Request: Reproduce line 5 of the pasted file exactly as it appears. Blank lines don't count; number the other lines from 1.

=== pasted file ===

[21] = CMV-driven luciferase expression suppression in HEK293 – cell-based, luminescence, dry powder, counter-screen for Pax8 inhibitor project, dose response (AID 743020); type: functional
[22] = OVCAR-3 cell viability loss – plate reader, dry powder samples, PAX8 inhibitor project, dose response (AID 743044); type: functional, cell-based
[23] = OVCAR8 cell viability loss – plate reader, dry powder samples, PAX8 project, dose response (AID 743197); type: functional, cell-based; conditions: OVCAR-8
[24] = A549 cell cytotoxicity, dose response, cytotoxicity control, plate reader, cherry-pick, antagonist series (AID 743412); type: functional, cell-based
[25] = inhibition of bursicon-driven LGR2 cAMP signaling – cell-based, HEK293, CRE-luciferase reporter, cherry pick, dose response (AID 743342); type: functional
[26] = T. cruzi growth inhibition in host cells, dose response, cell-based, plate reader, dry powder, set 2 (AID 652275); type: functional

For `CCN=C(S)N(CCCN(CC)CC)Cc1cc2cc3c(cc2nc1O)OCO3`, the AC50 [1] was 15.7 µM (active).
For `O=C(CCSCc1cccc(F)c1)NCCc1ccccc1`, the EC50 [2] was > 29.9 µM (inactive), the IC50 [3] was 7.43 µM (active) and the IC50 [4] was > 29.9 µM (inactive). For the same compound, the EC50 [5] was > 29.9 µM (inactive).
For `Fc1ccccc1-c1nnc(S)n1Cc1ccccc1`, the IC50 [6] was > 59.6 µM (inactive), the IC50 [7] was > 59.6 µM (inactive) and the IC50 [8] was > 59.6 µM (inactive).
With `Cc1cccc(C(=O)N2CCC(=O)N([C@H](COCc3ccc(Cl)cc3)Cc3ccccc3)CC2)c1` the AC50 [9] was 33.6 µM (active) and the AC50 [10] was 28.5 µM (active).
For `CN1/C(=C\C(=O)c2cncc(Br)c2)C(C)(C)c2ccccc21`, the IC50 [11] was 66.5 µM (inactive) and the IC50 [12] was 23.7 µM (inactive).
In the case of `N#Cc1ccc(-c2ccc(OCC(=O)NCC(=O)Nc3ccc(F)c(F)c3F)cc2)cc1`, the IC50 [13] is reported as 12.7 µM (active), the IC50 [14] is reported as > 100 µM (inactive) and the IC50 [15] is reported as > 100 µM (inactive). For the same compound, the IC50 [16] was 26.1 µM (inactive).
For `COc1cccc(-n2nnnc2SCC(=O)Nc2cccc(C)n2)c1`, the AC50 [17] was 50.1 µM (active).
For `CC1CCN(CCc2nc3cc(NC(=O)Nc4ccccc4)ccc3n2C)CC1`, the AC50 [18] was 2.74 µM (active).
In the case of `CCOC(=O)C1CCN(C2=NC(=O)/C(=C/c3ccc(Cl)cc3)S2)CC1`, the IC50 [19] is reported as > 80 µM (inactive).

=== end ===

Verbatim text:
[25] = inhibition of bursicon-driven LGR2 cAMP signaling – cell-based, HEK293, CRE-luciferase reporter, cherry pick, dose response (AID 743342); type: functional